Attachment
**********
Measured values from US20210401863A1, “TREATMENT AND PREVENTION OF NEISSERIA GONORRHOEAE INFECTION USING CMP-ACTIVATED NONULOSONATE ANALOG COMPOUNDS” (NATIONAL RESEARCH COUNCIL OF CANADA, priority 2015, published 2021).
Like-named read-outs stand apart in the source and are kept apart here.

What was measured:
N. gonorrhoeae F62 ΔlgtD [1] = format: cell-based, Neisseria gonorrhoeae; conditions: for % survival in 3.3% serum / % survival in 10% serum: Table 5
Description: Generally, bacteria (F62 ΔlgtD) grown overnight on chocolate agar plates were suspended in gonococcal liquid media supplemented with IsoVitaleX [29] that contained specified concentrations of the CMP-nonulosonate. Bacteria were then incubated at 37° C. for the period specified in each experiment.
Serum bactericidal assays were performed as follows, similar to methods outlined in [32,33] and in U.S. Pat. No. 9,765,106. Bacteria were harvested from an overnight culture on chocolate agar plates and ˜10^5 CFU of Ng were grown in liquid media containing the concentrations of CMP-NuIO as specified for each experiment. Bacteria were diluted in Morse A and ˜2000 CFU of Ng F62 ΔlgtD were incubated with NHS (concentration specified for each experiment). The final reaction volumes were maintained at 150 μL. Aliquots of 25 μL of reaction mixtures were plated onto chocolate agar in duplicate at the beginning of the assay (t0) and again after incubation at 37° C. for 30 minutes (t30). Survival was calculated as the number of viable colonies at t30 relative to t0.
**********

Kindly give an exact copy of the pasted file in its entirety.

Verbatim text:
Measured values from US20210401863A1, “TREATMENT AND PREVENTION OF NEISSERIA GONORRHOEAE INFECTION USING CMP-ACTIVATED NONULOSONATE ANALOG COMPOUNDS” (NATIONAL RESEARCH COUNCIL OF CANADA, priority 2015, published 2021).
Like-named read-outs stand apart in the source and are kept apart here.

What was measured:
N. gonorrhoeae F62 ΔlgtD [1] = format: cell-based, Neisseria gonorrhoeae; conditions: for % survival in 3.3% serum / % survival in 10% serum: Table 5
Description: Generally, bacteria (F62 ΔlgtD) grown overnight on chocolate agar plates were suspended in gonococcal liquid media supplemented with IsoVitaleX [29] that contained specified concentrations of the CMP-nonulosonate. Bacteria were then incubated at 37° C. for the period specified in each experiment.
Serum bactericidal assays were performed as follows, similar to methods outlined in [32,33] and in U.S. Pat. No. 9,765,106. Bacteria were harvested from an overnight culture on chocolate agar plates and ˜10^5 CFU of Ng were grown in liquid media containing the concentrations of CMP-NuIO as specified for each experiment. Bacteria were diluted in Morse A and ˜2000 CFU of Ng F62 ΔlgtD were incubated with NHS (concentration specified for each experiment). The final reaction volumes were maintained at 150 μL. Aliquots of 25 μL of reaction mixtures were plated onto chocolate agar in duplicate at the beginning of the assay (t0) and again after incubation at 37° C. for 30 minutes (t30). Survival was calculated as the number of viable colonies at t30 relative to t0.